In response to this post, Alex Tabarrok says:
Do either of the cited links present any data at all on the quantity of credit? No. Many people cite prices/rates/spreads as evidence for the crisis but what we ultimately care about is quantity not price. The Fed. piece had lots of data on the quantity of credit. Where is the rebuttal?
Here is every loan series the Federal Reserve Band of St. Louis finds it worthwhile to report in FRED (the title of the section is "Banking: Loans"). These are all percentage changes in quantities (expressed in billions of dollars) from a year earlier, not prices:
I suppose now I'll get told why the St. Louis Fed data doesn't answer the question, or something, but if it's evidence of a decline in loan growth that Alex is after, I don't think it's hard to find.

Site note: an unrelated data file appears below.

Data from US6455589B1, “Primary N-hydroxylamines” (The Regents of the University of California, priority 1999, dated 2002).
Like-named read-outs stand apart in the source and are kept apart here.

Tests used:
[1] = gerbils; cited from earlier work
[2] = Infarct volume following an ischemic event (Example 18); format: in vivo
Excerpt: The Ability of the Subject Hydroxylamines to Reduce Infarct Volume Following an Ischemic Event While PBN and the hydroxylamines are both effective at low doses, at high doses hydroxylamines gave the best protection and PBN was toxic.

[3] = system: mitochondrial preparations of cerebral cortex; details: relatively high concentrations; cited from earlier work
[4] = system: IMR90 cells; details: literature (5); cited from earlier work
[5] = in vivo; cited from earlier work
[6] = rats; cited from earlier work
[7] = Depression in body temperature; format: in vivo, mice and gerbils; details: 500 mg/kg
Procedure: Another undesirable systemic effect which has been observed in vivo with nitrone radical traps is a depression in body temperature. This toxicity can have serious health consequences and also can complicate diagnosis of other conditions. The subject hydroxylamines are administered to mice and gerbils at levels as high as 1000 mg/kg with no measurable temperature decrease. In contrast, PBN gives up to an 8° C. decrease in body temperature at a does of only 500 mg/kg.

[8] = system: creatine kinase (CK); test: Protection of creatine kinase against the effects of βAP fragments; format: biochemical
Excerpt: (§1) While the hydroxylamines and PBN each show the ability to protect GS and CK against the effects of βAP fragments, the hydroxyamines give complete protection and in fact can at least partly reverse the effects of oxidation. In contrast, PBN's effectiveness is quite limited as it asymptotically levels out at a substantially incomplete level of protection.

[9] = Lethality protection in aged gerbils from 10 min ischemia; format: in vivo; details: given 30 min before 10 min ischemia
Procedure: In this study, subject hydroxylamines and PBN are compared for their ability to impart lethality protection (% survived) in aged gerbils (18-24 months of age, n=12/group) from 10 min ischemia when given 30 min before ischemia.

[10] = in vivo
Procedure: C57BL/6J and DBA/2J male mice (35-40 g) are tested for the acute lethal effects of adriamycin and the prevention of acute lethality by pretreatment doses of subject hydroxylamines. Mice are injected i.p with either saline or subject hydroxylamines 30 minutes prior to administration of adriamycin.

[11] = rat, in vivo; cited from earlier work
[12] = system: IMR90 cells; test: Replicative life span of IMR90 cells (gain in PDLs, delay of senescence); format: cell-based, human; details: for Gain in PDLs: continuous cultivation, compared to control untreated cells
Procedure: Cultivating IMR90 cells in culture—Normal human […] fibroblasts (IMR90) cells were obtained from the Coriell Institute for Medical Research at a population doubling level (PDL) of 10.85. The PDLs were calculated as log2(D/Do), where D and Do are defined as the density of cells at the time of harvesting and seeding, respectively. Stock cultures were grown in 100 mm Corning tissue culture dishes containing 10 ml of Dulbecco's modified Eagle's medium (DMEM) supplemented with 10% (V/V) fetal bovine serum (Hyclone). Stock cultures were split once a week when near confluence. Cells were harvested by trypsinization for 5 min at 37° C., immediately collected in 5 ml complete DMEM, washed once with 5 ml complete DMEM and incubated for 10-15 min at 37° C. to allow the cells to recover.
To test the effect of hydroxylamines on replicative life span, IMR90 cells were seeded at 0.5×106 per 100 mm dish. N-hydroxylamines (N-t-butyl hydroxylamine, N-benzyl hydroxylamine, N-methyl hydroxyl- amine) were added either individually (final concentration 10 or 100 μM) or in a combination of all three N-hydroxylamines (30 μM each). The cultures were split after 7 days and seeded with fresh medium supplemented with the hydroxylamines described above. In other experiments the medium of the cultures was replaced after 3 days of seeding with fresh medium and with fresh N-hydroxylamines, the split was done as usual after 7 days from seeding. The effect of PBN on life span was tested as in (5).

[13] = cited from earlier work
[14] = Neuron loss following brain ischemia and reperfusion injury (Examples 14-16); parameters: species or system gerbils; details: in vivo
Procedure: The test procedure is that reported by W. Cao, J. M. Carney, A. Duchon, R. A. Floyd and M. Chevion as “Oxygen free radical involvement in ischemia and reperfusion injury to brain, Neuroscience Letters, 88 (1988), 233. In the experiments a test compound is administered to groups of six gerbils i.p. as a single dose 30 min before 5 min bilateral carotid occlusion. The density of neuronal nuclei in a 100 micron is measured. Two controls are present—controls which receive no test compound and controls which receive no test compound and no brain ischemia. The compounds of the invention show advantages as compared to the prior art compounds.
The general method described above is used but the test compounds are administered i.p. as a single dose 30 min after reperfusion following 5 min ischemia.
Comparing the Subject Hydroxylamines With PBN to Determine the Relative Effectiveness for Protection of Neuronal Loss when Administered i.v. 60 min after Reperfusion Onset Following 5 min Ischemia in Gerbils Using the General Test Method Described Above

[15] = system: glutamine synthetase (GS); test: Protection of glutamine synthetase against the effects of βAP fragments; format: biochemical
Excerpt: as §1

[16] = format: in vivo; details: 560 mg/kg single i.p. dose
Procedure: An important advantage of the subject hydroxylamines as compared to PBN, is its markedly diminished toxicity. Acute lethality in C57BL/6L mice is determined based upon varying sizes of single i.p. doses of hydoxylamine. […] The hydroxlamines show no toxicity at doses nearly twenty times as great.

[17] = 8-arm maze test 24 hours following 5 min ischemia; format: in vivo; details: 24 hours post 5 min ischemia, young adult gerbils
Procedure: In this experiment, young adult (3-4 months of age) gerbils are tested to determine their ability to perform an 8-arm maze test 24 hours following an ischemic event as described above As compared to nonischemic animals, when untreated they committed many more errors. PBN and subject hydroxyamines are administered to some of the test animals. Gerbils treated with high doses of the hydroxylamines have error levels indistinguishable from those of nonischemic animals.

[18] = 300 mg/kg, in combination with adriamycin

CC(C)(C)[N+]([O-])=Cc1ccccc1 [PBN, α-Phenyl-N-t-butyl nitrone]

[Update: I realize that growth rates are still positive and relatively high in some cases -- even real estate loan growth remains above previous troughs -- and that can be interpreted as lack of evidence of a big problem. But I thought the claim was there is no evidence of a fall off in loan activity. The graphs above show there has been an impact, it's not negative yet, but there has been a sharp downturn. It also suggests that if the downturn follows previous patterns - and hopefully Fed intervention or private sector adjustment will prevent that (see the hopeful signs at the end of some of the series above) - but if it does repeat the pattern, we still have a long way to go before things turn around.]
Update: See Tyler Cowen's evidence in There is a Credit Crunch.
Posted by Mark Thoma on Thursday, October 23, 2008 at 02:25 PM in Economics, Financial System |
You can follow this conversation by subscribing to the comment feed for this post.